Researchers sometimes willy-nilly use the concepts of "Internet", "World Wide Web" and "network" as synonyms. This is not too true: the Internet is a system of connected computer networks, and the World Wide Web is a distributed system that allows access to documents on various computers connected to the Internet. In this case, synonymization leads to a mixture of contents of two different phenomena.
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As a result, there are actual errors: for example, when talking about the Internet, we suddenly start talking about online services "mounted" on the World Wide Web, or even forget about the existence of other computer networks. There is a disregard for the existence of other networks and a kind of discrimination against people who use different network spaces and opportunities.
There is a phenomenon of DarkNet as a private network, in which a fairly large number of transactions and interactions occur. Despite some "shadow" nature of the existence of this space, it cannot be said that all activity within it is connected with illegal actions.
Through communication in the DarkNet, activists are fighting for civil rights, access to knowledge, redefining the privacy and publicity of a modern person. Such networks are often studied as private cases, and in some cases – because of the desire of states to control the Internet in general – research remains just a case study. For example, it is difficult to expect that in some countries, where the media and the authorities periodically equate the use of anonymizers and VPNs to piracy, such an analytics will prosper. All this context negatively affects the comfort of specific users, who can now ask questions like "Should I feel a criminal if I have a TOR?".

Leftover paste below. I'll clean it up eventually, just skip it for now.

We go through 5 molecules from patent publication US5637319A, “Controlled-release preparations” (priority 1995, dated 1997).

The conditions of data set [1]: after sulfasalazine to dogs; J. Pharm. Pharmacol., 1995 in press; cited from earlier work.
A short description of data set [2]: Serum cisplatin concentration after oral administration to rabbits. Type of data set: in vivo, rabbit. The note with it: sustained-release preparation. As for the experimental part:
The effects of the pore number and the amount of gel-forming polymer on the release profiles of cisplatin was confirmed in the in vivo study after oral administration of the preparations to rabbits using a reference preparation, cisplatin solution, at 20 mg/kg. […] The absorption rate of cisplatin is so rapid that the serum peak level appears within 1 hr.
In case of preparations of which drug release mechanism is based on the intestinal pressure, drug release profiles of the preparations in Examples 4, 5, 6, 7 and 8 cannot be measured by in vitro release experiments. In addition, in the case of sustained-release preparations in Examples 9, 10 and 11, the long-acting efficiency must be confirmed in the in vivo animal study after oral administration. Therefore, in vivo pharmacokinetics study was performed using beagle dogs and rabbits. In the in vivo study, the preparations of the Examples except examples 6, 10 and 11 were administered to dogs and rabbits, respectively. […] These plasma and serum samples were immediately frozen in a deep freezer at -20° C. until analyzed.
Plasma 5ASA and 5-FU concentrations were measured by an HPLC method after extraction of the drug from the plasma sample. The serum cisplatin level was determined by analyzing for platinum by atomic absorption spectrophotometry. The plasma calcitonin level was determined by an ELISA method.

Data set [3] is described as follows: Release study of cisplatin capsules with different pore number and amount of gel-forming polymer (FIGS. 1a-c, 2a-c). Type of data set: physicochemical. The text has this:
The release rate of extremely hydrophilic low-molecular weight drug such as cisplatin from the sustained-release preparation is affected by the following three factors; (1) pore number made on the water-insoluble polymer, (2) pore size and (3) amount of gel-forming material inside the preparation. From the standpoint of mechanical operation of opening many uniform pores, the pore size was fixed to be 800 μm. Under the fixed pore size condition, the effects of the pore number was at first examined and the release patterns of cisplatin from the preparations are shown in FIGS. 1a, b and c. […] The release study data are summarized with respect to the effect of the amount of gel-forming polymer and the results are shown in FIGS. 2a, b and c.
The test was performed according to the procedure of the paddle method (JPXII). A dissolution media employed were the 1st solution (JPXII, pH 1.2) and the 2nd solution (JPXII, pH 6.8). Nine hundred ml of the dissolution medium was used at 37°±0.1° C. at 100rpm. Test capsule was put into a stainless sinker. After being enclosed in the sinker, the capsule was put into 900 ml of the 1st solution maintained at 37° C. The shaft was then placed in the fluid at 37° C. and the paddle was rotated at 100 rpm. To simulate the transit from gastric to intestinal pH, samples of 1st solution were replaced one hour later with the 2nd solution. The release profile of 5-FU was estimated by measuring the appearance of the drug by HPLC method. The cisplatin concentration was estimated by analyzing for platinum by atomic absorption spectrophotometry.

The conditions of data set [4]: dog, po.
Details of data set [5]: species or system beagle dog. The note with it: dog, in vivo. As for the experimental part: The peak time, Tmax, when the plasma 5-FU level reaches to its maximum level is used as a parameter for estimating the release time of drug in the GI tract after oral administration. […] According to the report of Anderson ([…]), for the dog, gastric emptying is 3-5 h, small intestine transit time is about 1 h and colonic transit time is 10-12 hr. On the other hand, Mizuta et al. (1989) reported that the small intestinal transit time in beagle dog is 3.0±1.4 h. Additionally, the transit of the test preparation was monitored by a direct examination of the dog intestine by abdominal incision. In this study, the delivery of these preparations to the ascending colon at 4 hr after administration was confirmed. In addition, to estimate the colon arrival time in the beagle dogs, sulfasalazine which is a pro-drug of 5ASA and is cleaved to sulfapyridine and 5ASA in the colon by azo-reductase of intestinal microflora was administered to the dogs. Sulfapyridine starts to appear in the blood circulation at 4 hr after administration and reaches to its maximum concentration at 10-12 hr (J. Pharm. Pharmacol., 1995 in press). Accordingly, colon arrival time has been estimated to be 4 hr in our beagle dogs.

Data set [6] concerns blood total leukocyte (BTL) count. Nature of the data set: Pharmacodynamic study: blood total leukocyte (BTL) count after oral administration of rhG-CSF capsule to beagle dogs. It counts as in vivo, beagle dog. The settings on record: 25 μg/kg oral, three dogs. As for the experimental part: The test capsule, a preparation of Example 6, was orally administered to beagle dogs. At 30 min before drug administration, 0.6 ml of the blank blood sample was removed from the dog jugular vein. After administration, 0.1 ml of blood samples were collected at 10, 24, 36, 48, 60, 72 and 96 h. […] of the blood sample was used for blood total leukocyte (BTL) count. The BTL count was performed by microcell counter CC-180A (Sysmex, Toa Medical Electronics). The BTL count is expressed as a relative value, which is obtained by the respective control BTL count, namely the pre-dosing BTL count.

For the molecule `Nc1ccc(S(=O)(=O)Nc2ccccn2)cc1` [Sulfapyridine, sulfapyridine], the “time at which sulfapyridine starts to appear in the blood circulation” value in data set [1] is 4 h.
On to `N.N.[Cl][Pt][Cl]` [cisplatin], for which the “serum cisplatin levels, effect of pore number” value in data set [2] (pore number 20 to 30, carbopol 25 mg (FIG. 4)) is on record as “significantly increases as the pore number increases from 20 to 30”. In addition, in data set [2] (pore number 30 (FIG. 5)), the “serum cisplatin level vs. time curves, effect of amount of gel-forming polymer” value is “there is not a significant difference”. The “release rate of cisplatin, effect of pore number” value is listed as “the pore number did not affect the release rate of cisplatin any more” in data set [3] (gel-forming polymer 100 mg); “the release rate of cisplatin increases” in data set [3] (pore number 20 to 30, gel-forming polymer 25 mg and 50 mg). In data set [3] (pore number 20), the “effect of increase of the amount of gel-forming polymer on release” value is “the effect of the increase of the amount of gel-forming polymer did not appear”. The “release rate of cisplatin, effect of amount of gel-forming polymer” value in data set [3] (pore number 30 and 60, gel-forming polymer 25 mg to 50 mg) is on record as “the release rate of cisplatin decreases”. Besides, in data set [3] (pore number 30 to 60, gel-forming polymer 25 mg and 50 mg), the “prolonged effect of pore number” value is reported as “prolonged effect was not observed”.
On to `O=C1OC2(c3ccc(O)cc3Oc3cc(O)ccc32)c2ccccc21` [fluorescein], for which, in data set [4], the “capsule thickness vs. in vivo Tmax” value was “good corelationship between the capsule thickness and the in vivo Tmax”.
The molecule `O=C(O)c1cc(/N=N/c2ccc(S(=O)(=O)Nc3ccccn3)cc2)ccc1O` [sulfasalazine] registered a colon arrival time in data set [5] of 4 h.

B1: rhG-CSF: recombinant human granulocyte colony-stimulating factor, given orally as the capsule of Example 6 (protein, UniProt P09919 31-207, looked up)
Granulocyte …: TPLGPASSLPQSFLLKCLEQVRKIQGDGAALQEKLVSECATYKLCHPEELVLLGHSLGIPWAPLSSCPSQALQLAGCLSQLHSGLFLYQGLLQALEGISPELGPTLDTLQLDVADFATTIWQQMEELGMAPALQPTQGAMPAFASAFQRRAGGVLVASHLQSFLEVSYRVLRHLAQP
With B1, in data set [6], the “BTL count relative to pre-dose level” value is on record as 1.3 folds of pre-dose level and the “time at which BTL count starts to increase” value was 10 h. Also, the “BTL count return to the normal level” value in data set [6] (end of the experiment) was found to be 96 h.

In general, the presence of spaces that are problematized by the same name, although they have different functionalities, blurs the conversation about anonymity, because it remains somewhat incomprehensible: are we talking about anonymizing digital presence in general or only within specific services and networks?
Trolling and Depersonalization
The study of the anonymity phenomenon began with an interest in trolling – a toxic and often dangerous form of self-representation and communication. It is convenient to study such a practice: it can be represented by different acts, and each of these strategies of abuse and violence, bright and noticeable in their own way, is associated with a certain type of positioning. The most famous studies often focused on subcultural trolling, which previously could serve as the basis for communication within the image boards, and then became a very common form of aggressive communication in any communicative spaces. It was the image boards that were a foundation for the creation of memes, through which trolls captured more prominent public network spaces.
For example, Facebook was attacked by trolls (more specifically, the attacks were directed at so-called memorial pages). This event is described by Whitney Phillips. She is one of those who classified trolling as a particular subculture. Its key value was the ability of participants to experience depersonalization, to become anonymous. Let us notice, now we use this name for a designation of the community engaged in hacktivism.
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So at first, the study of anonymity was based on the observation of people who designed "other" personalities for communication purposes. Quite often, these people took those characteristics that they believed were absent in them in reality or were more desirable as a basis for new identities. Often they chose the "face" that protected them from discrimination, for example, the identity of a white middle-aged man with an average income (this figure was criticized when it became clear that it was the privileges that turned their owner into a producer of discriminatory actions in relation to others).